Lisa's Reviews > Thousand Cranes

Thousand Cranes by Yasunari Kawabata
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Jul 20, 13

bookshelves: japanese-literature, nobel-winners, 20th-century-classics
Recommended to Lisa by: No one
Recommended for: those who like japanese literature and culture, readers of Chekov
Read from March 06 to 25, 2011 — I own a copy, read count: 1

Yasunari Kawabata's quintessential Japanese masterpiece tells the love story of a young man, Mitani Kikuji who passively becomes involved in an affair with his now dead father's mistress, Mrs. Ota. After Mrs. Ota's death, he transfers his fasciantion to her daughter. In the mix is another of his father's former mistresses, a meddling woman whose disfiguring black birthmark suggest the very toxins that jealousy has bred in her. Her goal is to interfere with any relationship that Kikuji might have with the Ota women and to arrange a marriage with another young lady. No matter how repelled he is by this woman, no matter how unnerved be is by her machinations, Kikuji remains impassive, unable to rid himself of her. Both Kikuji and Fumiko Ota are crippled by their parents' loves and guilt. In fact, the themes of love and guilt throb in every single word.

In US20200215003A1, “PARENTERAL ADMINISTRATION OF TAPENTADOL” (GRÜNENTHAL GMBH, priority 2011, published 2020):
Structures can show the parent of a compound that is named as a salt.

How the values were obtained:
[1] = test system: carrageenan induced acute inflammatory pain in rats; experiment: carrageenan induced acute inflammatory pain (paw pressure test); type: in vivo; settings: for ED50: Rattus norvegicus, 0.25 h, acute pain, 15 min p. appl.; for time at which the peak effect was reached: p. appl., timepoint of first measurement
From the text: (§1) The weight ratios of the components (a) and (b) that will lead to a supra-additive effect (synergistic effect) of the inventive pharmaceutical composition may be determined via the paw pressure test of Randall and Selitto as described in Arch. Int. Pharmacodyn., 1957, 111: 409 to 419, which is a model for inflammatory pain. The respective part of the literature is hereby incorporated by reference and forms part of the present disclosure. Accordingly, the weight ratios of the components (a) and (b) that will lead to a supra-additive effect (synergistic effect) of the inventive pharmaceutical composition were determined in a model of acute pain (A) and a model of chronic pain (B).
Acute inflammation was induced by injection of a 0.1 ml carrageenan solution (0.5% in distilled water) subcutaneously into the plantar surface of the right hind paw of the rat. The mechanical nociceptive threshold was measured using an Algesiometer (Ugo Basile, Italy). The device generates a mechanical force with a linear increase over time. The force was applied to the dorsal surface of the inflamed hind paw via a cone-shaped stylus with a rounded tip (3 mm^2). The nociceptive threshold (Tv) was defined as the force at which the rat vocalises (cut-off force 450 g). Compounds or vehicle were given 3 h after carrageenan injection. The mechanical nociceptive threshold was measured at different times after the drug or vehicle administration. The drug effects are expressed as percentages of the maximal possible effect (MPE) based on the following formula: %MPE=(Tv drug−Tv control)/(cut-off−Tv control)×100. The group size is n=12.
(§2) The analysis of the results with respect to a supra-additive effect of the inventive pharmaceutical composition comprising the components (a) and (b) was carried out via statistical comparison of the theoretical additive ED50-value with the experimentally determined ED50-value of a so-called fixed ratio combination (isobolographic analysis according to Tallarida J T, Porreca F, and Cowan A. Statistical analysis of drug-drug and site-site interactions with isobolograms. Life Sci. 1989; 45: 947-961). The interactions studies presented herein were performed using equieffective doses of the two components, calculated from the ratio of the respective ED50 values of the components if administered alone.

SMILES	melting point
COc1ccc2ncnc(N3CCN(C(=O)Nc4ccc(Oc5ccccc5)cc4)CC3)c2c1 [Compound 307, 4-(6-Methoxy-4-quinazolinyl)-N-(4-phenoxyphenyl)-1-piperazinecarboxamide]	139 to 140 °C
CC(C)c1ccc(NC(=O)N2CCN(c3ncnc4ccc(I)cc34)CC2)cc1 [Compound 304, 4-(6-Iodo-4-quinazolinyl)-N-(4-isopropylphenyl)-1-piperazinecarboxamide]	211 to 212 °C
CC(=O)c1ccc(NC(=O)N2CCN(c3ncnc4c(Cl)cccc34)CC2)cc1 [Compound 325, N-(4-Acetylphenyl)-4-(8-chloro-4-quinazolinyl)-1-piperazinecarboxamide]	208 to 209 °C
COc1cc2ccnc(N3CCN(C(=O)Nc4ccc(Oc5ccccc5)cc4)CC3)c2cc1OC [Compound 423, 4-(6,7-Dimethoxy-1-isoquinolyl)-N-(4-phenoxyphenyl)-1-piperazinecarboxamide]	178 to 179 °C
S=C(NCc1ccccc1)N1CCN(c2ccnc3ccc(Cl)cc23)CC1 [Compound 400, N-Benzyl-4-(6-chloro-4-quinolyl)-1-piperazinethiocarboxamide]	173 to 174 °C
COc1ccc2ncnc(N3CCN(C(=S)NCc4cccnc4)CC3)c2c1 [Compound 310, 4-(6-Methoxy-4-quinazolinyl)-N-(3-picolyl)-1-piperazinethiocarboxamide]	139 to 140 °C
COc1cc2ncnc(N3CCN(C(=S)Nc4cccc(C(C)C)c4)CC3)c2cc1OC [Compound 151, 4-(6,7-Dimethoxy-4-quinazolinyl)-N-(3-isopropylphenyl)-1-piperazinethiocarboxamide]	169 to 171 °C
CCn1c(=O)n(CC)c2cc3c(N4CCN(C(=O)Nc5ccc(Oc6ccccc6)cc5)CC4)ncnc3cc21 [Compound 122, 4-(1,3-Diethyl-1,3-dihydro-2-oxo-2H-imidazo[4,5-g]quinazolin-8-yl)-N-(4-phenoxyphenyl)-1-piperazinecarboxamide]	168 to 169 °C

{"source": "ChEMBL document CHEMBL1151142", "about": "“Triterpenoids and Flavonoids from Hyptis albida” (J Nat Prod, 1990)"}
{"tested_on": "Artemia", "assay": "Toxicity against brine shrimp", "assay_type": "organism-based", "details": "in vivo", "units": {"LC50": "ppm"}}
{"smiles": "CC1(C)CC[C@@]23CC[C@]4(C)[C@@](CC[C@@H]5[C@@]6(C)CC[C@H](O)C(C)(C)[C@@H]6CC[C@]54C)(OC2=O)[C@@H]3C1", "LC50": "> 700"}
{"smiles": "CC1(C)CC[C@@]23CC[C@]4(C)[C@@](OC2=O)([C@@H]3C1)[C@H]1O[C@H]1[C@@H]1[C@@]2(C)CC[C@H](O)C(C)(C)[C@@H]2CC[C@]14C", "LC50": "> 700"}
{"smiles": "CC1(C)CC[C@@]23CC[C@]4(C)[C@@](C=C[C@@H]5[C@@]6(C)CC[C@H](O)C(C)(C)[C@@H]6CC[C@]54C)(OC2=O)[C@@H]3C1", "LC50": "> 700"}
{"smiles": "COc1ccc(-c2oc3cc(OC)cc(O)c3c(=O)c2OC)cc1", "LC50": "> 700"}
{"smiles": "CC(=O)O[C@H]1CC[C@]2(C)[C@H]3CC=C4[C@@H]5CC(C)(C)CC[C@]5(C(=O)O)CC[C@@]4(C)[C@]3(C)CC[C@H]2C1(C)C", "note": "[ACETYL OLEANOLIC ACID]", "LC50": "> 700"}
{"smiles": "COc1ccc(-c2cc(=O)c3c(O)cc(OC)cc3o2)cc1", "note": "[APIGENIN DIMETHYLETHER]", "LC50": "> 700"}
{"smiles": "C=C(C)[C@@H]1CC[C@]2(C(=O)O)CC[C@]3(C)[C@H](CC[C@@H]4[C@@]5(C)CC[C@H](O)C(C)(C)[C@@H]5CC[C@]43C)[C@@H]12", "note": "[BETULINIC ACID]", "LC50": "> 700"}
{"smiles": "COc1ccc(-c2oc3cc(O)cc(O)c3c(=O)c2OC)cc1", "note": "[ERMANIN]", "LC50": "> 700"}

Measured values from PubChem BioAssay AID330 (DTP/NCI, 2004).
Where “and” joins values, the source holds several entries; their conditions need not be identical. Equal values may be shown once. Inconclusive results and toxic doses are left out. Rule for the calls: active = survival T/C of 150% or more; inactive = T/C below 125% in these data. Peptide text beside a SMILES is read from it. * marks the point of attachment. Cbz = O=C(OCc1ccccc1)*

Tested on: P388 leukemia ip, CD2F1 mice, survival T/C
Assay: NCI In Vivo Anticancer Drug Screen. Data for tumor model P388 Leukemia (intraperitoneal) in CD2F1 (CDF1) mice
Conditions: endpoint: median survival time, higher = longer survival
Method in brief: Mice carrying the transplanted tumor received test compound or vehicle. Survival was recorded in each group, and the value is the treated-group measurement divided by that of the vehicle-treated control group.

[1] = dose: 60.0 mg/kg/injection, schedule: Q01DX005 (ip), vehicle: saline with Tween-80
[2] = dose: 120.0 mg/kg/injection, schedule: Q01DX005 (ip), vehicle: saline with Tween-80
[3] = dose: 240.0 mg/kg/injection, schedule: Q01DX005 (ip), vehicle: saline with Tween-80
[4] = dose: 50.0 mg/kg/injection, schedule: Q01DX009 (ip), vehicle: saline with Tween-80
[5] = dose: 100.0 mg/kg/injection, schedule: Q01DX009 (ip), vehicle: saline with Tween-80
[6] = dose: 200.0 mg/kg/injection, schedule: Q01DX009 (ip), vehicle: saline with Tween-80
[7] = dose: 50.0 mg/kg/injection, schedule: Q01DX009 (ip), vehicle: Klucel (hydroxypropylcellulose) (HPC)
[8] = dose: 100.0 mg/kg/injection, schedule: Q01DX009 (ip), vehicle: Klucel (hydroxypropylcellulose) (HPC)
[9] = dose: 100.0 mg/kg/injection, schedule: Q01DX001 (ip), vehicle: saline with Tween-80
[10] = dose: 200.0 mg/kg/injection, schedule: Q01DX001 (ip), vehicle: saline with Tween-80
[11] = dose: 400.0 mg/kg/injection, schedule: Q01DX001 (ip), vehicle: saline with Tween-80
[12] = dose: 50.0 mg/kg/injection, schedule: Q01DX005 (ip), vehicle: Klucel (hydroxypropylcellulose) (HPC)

Thousand Cranes is marked by Kawabata' penchant for the subtle. Perhaps as a Westerner, there are some symbols that I missed, especially in the description of the tea ceremony and the tea utensils. That aside, despite its seeming blankness there is a powerful fullness and depth which remind me of the visual aesthetics set forth in In Praise of Shadows by Junichiro Tanazaki. It is tempting to compare the two writers as they were contemporaries, but as sublime as Tanazaki is, he is redolent in comparison to Kawabata.

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Reading Progress

03/19/2011 page 30
19.0%

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